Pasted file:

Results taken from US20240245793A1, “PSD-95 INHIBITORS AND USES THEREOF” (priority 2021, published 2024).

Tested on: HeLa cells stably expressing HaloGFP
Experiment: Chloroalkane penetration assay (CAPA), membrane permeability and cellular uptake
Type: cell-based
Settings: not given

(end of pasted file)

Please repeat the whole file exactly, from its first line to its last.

Results taken from US20240245793A1, “PSD-95 INHIBITORS AND USES THEREOF” (priority 2021, published 2024).

Tested on: HeLa cells stably expressing HaloGFP
Experiment: Chloroalkane penetration assay (CAPA), membrane permeability and cellular uptake
Type: cell-based
Settings: not given